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Put your orchids on ice

They're not as fragile as you think. and here's how to help them thrive.

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This hardy orchid is also known as a 'moth orchid.'

Melanie Stetson Freeman

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One tends to equate orchids with steaming jungles, fancy corsages, and a rotund Nero Wolfe tending his rare beauties in a glass garden.

Not so for thousands of casual indoor gardeners. They think of orchids not in relation to the tropics or fat, fictional detectives, but in terms of a rather uncomplicated hobby.

Despite the myths surrounding the aristocrat of flowers, those who've tried growing orchids insist they aren't terribly finicky – as long as one gets the water requirements right.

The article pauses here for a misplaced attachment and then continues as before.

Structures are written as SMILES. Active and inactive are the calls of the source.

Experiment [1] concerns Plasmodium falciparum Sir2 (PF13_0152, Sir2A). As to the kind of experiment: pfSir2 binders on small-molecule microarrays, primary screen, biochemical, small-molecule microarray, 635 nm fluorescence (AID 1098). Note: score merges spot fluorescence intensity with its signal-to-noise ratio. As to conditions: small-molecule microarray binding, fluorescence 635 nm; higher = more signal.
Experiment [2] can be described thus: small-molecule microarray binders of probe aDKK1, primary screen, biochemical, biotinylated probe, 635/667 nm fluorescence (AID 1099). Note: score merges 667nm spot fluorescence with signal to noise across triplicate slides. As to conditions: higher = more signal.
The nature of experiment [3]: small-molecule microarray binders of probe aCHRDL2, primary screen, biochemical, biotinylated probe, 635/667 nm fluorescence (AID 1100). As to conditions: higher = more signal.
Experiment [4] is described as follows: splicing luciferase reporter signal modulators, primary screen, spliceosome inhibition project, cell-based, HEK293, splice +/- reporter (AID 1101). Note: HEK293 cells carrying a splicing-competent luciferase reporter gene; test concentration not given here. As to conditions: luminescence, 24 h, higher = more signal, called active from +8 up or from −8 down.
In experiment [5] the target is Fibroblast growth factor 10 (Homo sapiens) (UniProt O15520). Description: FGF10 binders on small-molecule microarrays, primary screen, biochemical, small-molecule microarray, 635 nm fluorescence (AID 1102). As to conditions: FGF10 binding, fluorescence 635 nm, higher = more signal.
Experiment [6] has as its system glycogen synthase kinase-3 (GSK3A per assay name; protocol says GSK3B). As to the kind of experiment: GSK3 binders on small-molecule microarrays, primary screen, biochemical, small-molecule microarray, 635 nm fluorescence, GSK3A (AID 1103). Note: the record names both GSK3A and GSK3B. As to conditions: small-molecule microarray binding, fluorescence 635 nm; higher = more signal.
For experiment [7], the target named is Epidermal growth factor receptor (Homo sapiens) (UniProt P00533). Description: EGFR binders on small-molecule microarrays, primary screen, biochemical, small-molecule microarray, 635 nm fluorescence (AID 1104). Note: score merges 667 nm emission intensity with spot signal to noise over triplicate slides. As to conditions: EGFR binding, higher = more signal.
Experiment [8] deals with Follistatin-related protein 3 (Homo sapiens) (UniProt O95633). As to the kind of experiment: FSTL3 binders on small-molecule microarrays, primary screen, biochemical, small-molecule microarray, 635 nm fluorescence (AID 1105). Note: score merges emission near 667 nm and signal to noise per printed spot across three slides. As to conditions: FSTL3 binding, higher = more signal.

The image of temperamental, high-priced orchids is rooted in history and legend. Confucius wrote that orchids were flowers of great refinement to be held in high esteem. Until the 18th century, orchids were revered and heralded as medicinal remedies and aphrodisiacs.

In the late 1700s, exotic orchids imported from mysterious parts of the globe captivated plant fanciers in Europe. Serious collectors were willing to pay large sums for an unusual specimen. Since then, orchid raising has been considered a passion for the wealthy.

But these days you don't need to take out a second mortgage to start an orchid collection. That's a good thing, because early in this snowy winter I desperately needed to see something in bloom. So I bought a pretty Phalaenopsis (fal-uh-NOP-sis; Nero's favorite) orchid at a local store and hoped I'd guess right as to how much water it might need.

Then I got home and noticed the simple watering instructions on the tag: Just add ice. How did someone come up with such a brilliantly simple solution? I needed to know, so I contacted the growers.

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